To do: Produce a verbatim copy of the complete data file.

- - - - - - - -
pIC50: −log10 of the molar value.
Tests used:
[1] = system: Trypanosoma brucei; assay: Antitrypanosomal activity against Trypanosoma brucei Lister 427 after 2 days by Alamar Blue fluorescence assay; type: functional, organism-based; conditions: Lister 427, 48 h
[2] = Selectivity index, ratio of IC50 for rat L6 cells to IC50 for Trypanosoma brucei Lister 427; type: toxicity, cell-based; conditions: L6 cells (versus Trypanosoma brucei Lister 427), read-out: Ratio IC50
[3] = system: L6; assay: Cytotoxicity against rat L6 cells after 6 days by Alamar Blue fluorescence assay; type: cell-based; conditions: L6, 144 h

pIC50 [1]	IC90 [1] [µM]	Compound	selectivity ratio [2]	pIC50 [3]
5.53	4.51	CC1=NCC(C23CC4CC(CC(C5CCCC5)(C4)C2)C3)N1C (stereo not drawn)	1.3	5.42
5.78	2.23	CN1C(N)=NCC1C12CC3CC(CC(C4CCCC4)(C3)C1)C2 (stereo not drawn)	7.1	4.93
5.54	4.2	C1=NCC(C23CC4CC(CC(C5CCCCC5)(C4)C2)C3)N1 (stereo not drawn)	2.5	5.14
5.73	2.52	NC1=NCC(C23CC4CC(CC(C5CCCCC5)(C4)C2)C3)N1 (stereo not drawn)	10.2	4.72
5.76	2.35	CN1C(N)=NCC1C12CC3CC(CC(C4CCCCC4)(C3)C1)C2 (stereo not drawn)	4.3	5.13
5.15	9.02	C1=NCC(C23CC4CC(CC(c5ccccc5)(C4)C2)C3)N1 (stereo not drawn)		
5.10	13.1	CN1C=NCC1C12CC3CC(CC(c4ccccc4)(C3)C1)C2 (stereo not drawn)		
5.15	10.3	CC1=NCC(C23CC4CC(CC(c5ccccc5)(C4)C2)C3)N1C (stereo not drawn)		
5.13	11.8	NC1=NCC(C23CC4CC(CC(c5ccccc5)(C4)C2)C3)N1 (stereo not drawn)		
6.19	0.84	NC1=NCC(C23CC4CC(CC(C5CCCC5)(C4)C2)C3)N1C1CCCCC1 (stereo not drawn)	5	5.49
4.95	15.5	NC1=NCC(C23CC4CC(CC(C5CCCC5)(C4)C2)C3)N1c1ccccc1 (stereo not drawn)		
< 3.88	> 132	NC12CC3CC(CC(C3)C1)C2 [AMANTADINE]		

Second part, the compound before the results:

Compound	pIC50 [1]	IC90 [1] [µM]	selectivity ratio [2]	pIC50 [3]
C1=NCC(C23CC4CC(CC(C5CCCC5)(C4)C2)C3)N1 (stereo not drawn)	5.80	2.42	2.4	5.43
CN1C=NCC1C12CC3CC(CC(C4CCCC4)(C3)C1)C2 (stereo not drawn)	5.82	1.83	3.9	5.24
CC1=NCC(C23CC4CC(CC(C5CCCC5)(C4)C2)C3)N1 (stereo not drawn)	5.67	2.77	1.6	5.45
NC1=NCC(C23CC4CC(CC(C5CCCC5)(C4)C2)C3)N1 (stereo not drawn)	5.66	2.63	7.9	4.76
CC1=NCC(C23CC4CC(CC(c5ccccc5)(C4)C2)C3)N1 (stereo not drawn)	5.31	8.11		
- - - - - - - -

pIC50: −log10 of the molar value.
Tests used:
[1] = system: Trypanosoma brucei; assay: Antitrypanosomal activity against Trypanosoma brucei Lister 427 after 2 days by Alamar Blue fluorescence assay; type: functional, organism-based; conditions: Lister 427, 48 h
[2] = Selectivity index, ratio of IC50 for rat L6 cells to IC50 for Trypanosoma brucei Lister 427; type: toxicity, cell-based; conditions: L6 cells (versus Trypanosoma brucei Lister 427), read-out: Ratio IC50
[3] = system: L6; assay: Cytotoxicity against rat L6 cells after 6 days by Alamar Blue fluorescence assay; type: cell-based; conditions: L6, 144 h

pIC50 [1]	IC90 [1] [µM]	Compound	selectivity ratio [2]	pIC50 [3]
5.53	4.51	CC1=NCC(C23CC4CC(CC(C5CCCC5)(C4)C2)C3)N1C (stereo not drawn)	1.3	5.42
5.78	2.23	CN1C(N)=NCC1C12CC3CC(CC(C4CCCC4)(C3)C1)C2 (stereo not drawn)	7.1	4.93
5.54	4.2	C1=NCC(C23CC4CC(CC(C5CCCCC5)(C4)C2)C3)N1 (stereo not drawn)	2.5	5.14
5.73	2.52	NC1=NCC(C23CC4CC(CC(C5CCCCC5)(C4)C2)C3)N1 (stereo not drawn)	10.2	4.72
5.76	2.35	CN1C(N)=NCC1C12CC3CC(CC(C4CCCCC4)(C3)C1)C2 (stereo not drawn)	4.3	5.13
5.15	9.02	C1=NCC(C23CC4CC(CC(c5ccccc5)(C4)C2)C3)N1 (stereo not drawn)		
5.10	13.1	CN1C=NCC1C12CC3CC(CC(c4ccccc4)(C3)C1)C2 (stereo not drawn)		
5.15	10.3	CC1=NCC(C23CC4CC(CC(c5ccccc5)(C4)C2)C3)N1C (stereo not drawn)		
5.13	11.8	NC1=NCC(C23CC4CC(CC(c5ccccc5)(C4)C2)C3)N1 (stereo not drawn)		
6.19	0.84	NC1=NCC(C23CC4CC(CC(C5CCCC5)(C4)C2)C3)N1C1CCCCC1 (stereo not drawn)	5	5.49
4.95	15.5	NC1=NCC(C23CC4CC(CC(C5CCCC5)(C4)C2)C3)N1c1ccccc1 (stereo not drawn)		
< 3.88	> 132	NC12CC3CC(CC(C3)C1)C2 [AMANTADINE]		

Second part, the compound before the results:

Compound	pIC50 [1]	IC90 [1] [µM]	selectivity ratio [2]	pIC50 [3]
C1=NCC(C23CC4CC(CC(C5CCCC5)(C4)C2)C3)N1 (stereo not drawn)	5.80	2.42	2.4	5.43
CN1C=NCC1C12CC3CC(CC(C4CCCC4)(C3)C1)C2 (stereo not drawn)	5.82	1.83	3.9	5.24
CC1=NCC(C23CC4CC(CC(C5CCCC5)(C4)C2)C3)N1 (stereo not drawn)	5.67	2.77	1.6	5.45
NC1=NCC(C23CC4CC(CC(C5CCCC5)(C4)C2)C3)N1 (stereo not drawn)	5.66	2.63	7.9	4.76
CC1=NCC(C23CC4CC(CC(c5ccccc5)(C4)C2)C3)N1 (stereo not drawn)	5.31	8.11		